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  • The Practical Origins of Ideas: Genealogy as Conceptual Reverse-Engineering (Open Access).Matthieu Queloz - 2021 - Oxford: Oxford University Press.
    Why did such highly abstract ideas as truth, knowledge, or justice become so important to us? What was the point of coming to think in these terms? This book presents a philosophical method designed to answer such questions: the method of pragmatic genealogy. Pragmatic genealogies are partly fictional, partly historical narratives exploring what might have driven us to develop certain ideas in order to discover what these do for us. The book uncovers an under-appreciated tradition of pragmatic genealogy which cuts (...)
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  • La philosophie de la technologie blockchain - Ontologies.Nicolae Sfetcu - 2020 - Drobeta Turnu Severin: MultiMedia Publishing.
    De la nécessité et de l'utilité de développer une philosophie spécifique pour la technologie de la blockchain, mettant l'accent sur les aspects ontologiques. Après une Introduction qui met en évidence les principales orientations philosophiques de cette technologie émergente, dans La technologie blockchain j’explique le fonctionnement de la blockchain, en analysant les directions de développement ontologique de cette technologie dans Conception et modélisation. La section suivante est consacrée à la principale application de la technologie de la blockchain, Bitcoin, avec les implications (...)
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  • Teaching & Researching Big History: Exploring a New Scholarly Field.Leonid Grinin, David Baker, Esther Quaedackers & Andrey V. Korotayev - 2014 - Volgograd: "Uchitel" Publishing House.
    According to the working definition of the International Big History Association, ‘Big History seeks to understand the integrated history of the Cosmos, Earth, Life and Humanity, using the best available empirical evidence and scholarly methods’. In recent years Big History has been developing very fast indeed. Big History courses are taught in the schools and universities of several dozen countries. Hundreds of researchers are involved in studying and teaching Big History. The unique approach of Big History, the interdisciplinary genre of (...)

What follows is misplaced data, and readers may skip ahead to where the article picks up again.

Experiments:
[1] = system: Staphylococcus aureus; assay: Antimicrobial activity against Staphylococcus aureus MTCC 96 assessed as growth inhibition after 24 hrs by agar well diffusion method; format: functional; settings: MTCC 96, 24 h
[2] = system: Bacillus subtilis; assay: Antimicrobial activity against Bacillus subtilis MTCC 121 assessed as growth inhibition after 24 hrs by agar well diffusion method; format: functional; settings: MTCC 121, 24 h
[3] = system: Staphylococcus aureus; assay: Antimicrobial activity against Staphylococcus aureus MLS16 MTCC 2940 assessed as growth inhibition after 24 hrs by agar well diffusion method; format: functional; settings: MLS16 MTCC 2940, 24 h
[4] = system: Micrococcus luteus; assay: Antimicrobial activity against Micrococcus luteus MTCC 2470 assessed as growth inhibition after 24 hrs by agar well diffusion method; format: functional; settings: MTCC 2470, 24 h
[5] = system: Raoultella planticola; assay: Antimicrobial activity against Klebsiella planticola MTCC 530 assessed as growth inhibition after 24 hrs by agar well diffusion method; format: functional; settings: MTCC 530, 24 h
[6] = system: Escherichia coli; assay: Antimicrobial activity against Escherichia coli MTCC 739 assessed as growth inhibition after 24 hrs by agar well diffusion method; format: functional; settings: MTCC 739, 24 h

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  • Phänomenologische Ontologie des Sozialen.Rastko Jovanov (ed.) - 2015 - IFDT.
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  • Engineered Niches and Naturalized Aesthetics.Richard A. Richards - 2017 - Journal of Aesthetics and Art Criticism 75 (4):465-477.
    Recent scientific approaches to aesthetics include evolutionary theories about the origin of art behavior, psychological investigations into human aesthetic experience and preferences, and neurophysiological explorations of the mechanisms underlying art experience. Critics of these approaches argue that they are ultimately irrelevant to a philosophical aesthetics because they cannot help us understand the distinctive conceptual basis and normativity of our art experience. This criticism may seem plausible given the piecemeal nature of these scientific approaches, but a more comprehensive naturalistic framework can (...)
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  • Commitment Engineering: Conceptual Engineering Without Representations.Guido Löhr - 2021 - Synthese 199 (5-6):13035-13052.
    It is largely assumed that conceptual engineering is essentially about revising, introducing, or eliminating representational devices, in particular the intension and extension of words and concepts. However, tying conceptual engineering too closely to representations is risky. Not everyone endorses the notion of representation as theoretically helpful or even real. Not everyone thinks that concepts or meanings should be understood in terms of the notion of representation. Does this mean that conceptual engineering is not interesting or relevant for these skeptics? In (...)
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  • Individual and Collective Intentionality: Elaborating the Fundamentality-Question.Patrizio Ulf Enrico Lo Presti - forthcoming - Philosophia:1-21.
    This is a contribution to the controversy which of individual or collective intentionality is more fundamental. I call it the fundamentality-question. In a first step, I argue that it is really two questions. One is about sense and one about reference. The first is: Can one grasp or understand the concept individual intentionality and, correspondingly, individuality, on the one hand, without grasping or understanding the concept collective intentionality and, correspondingly, collectivity, on the other? The second is: Can the concept individual (...)
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  • For We Are Legion. Remarks on Searle’s Making the Social World. [REVIEW]George Tudorie - 2011 - Romanian Journal of Communication and Public Relations 13:67-81.
    This volume adds a largely redundant stratum to Searle’s effort to develop a systematic social ontology, a theory of the nature, kind or status of social entities. This has been one of Searle’s main concerns in the last two decades, and, while this thread of his work stands on the views about language and mind he developed since the 1960s, we can safely trace its origins to a paper published in 1990, “Collective Intentions and Actions” (Searle, 1990/2002). Beyond this early (...)
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  • Epistemic Friction: An Essay on Knowledge, Truth, and Logic.Gila Sher - 2016 - Oxford: Oxford University Press UK.